Eco-friendly Caribbean Rum case study

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Courtesy of WEIMA

The St. Nicholas Abbey Plantation in Barbados can look back on more than 350 years of history. The method of rum production has not veered from tradition. The process has, however, become more eco-friendly - the boilers being used in the distillery are no longer run with oil but with eco-friendly palm briquettes.

Larry Warren, whose family assumed responsibility for the 400-acre plantation in 2006, not only produces the typical Caribbean rum. He also offers an opportunity for his visitors to take a glimpse into the long technical history of alcohol production. At the heart of the plantation is the old distillery, the vaporizer, and the 1890s steam mill.

In order to run the machinery, a high-energy input is necessary. Until recently, oil was used to heat the boilers. Annually, more than $45,000 USD was spent on heating costs due to expensive fuel oil – way too much to be competitive in the rum market.

Today, this capital strain has been reduced considerably. Now that they’re using briquettes to fuel the boilers, the annual energy costs have been reduced to approximately $3,000 USD.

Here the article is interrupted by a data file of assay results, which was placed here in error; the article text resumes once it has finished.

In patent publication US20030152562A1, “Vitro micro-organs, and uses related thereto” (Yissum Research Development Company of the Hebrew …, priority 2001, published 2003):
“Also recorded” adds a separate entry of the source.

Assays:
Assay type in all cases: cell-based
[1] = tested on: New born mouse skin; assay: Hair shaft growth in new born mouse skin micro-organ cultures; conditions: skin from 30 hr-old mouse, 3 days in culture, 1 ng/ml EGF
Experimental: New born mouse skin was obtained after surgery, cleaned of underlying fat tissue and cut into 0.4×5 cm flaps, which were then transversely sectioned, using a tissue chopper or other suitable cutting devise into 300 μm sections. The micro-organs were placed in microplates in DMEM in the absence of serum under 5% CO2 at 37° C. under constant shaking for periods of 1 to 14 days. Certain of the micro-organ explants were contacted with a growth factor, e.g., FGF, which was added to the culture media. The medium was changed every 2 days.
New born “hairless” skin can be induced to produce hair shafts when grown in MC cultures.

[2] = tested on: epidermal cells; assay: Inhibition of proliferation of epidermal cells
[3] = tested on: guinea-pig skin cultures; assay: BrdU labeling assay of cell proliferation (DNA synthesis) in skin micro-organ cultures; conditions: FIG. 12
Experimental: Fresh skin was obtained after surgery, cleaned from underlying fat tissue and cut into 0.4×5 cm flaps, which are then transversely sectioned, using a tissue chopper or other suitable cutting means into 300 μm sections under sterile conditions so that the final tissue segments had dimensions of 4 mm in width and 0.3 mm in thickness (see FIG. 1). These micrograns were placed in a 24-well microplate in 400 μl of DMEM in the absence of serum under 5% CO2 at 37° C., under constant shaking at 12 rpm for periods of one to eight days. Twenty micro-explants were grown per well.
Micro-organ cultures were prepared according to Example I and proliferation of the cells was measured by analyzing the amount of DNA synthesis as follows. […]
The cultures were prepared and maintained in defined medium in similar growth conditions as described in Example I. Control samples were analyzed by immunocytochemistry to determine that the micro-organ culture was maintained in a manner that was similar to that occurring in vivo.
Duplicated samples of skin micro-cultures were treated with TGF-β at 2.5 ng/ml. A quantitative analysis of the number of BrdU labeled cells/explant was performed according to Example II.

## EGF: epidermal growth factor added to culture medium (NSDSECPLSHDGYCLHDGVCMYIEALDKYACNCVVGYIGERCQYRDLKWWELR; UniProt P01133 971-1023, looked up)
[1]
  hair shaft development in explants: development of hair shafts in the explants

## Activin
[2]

Large amounts of waste in the form of palm leaves, trunks, and other scrap wood occur on the plantation daily because of farm work. This waste is gathered together and brought to the WEIMA WL 4 shredder, which reduces the material to an optimum size for the subsequent briquetting process.

The wood chips are conveyed to the WEIMA C 150 briquette press via a screw conveyor. Compact briquettes with 50mm diameter and high heating value can be produced using only pressure-- no adhesives necessary!

The shredding and briquetting of this wood scrap is a perfect for Larry Warren and the plantation as a whole. He saves cash from distillery heating costs, reduces voluminous wood scrap mountains, and protects the environment because palm briquettes burn CO2-neutral. This fits perfectly to the sustainable concept of the plantation.

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